And that's why the Dodgers have made a major investment into reviving a player-development system that once was the envy of baseball. The most significant move was to get the Dodgers back into the role of being a player in an intentional market they once dominated.
In the past year, the Dodgers have added 10 international scouts, headed by Bob Engle, a former lieutenant of Pat Gillick in Toronto, where Engle oversaw the scouting departments both domestically and internationally. Engle's crew has already signed 42 players, more than a handful of whom other scouts say will be impact players.
"Every team that has had sustained success has done it through player development, and we are looking for sustained success," Kasten said. "People can say it's the Atlanta blueprint or Tampa Bay or whoever, but truth of the matter is it's the Dodger way. It goes back to Branch Rickey. It's what this franchise has been noted for over time."
It's what got away from the franchise during the troubled times of Frank McCourt's ownership. Recent Drafts have produced one dominant pitcher -- Clayton Kershaw -- and one All-Star-caliber regular -- Matt Kemp.
Yes, the new owners swung deals that landed the high-priced talent of Carl Crawford, Adrian Gonzalez, Hanley Ramirez, Zack Greinke and Josh Beckett. But be serious about looking at the problems the current big league team is facing.
Gonzalez and Crawford have been the two most consistent offensive players on the team, but Ramirez is on the disabled list, and so is Beckett, who may be facing a premature end to his career because of numbness problems. Greinke was out for a month with a fractured collarbone and came back quicker than expected but is still searching for consistency. Kemp is on the disabled list with more hamstring problems, and the Dodgers may be forced to disable catcher A.J. Ellis, who is sidelined with soreness in his ribcage. In Saturday's game against the Rockies, Crawford left in the third inning when he appeared to strain his left hamstring on a third-inning double.
And there is no arsenal of impact reinforcements waiting for call-ups to fill the voids.
On Friday night, the Dodgers had a lineup in which only three positions were manned by the same players who were on the card manager Don Mattingly filled out on Opening Day -- right fielder Andre Ethier, first baseman Gonzalez, and second baseman Mark Ellis.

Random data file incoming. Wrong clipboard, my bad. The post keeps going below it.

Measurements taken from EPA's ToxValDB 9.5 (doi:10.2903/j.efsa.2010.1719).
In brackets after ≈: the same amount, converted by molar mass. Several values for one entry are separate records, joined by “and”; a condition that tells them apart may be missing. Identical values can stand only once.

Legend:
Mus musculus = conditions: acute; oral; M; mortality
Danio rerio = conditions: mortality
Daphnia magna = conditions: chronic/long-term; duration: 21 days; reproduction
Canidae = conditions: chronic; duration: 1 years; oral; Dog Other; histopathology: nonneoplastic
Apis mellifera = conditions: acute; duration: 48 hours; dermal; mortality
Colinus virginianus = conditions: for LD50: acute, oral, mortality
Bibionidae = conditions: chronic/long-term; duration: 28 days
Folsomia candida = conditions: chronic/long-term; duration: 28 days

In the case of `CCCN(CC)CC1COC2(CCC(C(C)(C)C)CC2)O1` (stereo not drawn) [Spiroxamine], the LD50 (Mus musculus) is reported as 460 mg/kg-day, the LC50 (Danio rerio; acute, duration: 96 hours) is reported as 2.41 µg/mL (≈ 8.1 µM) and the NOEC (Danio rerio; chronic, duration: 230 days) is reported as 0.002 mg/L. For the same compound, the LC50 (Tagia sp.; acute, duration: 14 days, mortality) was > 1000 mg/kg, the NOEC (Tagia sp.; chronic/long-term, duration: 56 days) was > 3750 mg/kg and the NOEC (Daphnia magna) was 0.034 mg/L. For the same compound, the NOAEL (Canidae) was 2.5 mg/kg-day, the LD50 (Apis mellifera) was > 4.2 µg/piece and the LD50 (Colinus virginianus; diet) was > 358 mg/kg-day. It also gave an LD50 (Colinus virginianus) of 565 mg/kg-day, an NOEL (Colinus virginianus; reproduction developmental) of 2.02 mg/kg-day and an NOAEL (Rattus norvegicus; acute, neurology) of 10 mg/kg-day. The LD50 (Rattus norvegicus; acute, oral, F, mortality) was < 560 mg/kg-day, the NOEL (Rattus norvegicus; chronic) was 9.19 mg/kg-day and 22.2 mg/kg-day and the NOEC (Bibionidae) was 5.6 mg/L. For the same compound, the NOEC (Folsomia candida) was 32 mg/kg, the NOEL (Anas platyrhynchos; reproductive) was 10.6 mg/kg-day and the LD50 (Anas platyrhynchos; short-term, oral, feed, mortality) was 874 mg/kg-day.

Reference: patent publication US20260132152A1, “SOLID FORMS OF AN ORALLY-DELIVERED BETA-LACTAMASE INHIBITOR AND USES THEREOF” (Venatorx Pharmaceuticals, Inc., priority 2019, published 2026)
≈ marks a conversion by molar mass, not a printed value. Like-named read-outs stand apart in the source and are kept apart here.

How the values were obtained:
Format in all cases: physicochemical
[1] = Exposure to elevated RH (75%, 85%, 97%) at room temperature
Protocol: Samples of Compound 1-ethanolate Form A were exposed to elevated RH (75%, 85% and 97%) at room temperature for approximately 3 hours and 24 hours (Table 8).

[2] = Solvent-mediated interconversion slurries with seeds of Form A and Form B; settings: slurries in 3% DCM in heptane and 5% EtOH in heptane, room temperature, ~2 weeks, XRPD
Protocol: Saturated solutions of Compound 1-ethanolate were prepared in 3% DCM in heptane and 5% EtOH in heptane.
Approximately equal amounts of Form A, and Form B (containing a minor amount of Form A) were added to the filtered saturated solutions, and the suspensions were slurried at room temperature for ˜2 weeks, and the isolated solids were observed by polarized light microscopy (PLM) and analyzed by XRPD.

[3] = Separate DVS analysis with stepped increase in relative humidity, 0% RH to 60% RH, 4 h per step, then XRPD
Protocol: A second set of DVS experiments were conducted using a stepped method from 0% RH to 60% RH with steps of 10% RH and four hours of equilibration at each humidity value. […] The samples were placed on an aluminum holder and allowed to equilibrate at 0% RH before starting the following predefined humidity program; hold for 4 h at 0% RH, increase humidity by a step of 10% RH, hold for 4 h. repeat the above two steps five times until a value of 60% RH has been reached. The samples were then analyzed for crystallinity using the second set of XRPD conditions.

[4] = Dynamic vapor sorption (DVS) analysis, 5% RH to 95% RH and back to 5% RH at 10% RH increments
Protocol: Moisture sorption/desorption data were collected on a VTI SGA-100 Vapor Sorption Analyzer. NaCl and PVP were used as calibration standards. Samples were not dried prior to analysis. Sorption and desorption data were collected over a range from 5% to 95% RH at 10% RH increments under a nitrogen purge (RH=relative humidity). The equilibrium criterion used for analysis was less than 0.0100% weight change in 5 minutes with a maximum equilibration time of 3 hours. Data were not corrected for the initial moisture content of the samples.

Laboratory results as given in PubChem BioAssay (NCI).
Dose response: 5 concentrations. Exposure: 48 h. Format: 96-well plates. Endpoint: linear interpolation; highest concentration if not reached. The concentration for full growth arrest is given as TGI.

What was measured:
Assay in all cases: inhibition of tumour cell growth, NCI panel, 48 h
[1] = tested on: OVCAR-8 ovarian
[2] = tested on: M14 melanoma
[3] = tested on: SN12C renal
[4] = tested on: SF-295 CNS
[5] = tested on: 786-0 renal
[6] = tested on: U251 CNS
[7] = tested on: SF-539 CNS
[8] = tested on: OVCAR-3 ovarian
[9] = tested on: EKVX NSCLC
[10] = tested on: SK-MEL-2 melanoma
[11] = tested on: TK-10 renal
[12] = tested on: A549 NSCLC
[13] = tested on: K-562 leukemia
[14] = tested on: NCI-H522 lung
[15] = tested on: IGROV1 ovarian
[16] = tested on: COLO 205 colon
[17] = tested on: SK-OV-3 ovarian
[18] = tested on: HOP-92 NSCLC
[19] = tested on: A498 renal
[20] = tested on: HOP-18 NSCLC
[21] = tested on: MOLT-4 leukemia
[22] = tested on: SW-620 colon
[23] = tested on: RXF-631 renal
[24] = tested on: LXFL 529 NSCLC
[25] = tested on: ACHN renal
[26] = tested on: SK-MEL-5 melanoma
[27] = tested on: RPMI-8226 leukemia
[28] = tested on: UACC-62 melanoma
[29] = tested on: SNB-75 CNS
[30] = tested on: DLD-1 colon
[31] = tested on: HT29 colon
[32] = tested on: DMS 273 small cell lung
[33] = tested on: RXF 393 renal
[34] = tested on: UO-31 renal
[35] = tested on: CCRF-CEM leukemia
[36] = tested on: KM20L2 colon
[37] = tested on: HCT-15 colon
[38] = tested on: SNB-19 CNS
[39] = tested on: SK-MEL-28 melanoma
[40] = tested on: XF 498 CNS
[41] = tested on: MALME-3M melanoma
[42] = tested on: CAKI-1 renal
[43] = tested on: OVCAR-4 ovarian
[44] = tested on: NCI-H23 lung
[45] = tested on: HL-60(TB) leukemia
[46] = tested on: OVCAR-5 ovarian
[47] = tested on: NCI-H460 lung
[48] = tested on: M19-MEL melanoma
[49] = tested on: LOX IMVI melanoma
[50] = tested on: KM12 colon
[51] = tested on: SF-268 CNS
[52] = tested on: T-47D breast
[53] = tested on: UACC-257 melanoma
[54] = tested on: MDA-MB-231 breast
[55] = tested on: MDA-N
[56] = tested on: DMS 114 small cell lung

Short on talent? There are only two players listed on the active roster as outfielders -- Ethier and Crawford. Friday's lineup featured Skip Schumaker, primarily a second baseman, in center field, and Scott Van Slyke, a first baseman, in left field. Backup catcher Ramon Hernandez, a .200 hitter, hit cleanup and .116-hitting Luis Cruz played shortstop.
• George Brett has toyed with the idea of getting back in uniform, even before the Royals made him their interim hitting coach this week. Prior to the 2000 season, he was ready to accept an offer from Rockies owners Dick and Charlie Monfort to manage the Rockies, but Dan O'Dowd, who had just been hired to be the team's general manager, was committed to Buddy Bell, and the owners allowed O'Dowd to make the final decision.
• At the age of 39, Rockies first baseman Todd Helton can still deliver big hits. Called on to pinch-hit Friday night against Dodgers closer Brandon League, Helton turned a 1-2 count into an 11-pitch at-bat that ended with a game-tying, two-run home run into the second deck at Coors Field. Not a real surprise for long-time Helton watchers. In his career, Helton has had 86 plate appearances of 10 or more pitches, and according to STATS Inc., he has hit .413 with a .535 on-base percentage and .889 slugging percentage in those appearances. He has also drawn 20 walks, struck out 14 times, driven in 24 runs and hit eight home runs.
• Baltimore third baseman Manny Machado, 20, went into Saturday with 79 hits, the most by June 1 for a player under 21 since at least 1921, according to STATS Inc. The previous high for a player so young was 66 by 20-year-old Ken Griffey Jr. in 1990.
• Matt Harvey has the attention of his fellow pitchers on the New York Mets. The other starters are known to go to the bullpen to watch Harvey's sessions between starts.
• The Cubs don't need a designated hitter when they play in American League ballparks. In the month of May, Cubs pitchers were a combined 15-for-33 with four home runs, six doubles and 19 RBIs, one shy of the Major League record for pitchers in a month set by the 1940 Detroit Tigers, a team that included Hal Newhouser, Bobo Newsome and Schoolboy Rowe.
Out of left field factoid of the week
Safeco Field in Seattle became the 34th ballpark in which Texas DH Lance Berkman has homered during his 15-year career. One of eight active players to have homered in at least 34 ballparks, Berkman has a shot to add Fenway Park, Progressive Field, O.co Coliseum and Rogers Centre to his list, according to historian Bill Arnold.
Texas teammate Adrian Beltre leads active big leagues with home runs in 39 different parks. Current parks in which Beltre has not homered are Marlins Park, Citi Field, the new Busch Stadium and Nationals Park, and Interleague Play does have Beltre and the Rangers visiting St. Louis on June 21-23.
Sammy Sosa holds the record with long balls at 45 different fields, one more than Griffey. Third on the all-time list is Fred McGriff with 43, followed by Andruw Jones and Gary Sheffield with 42 apiece.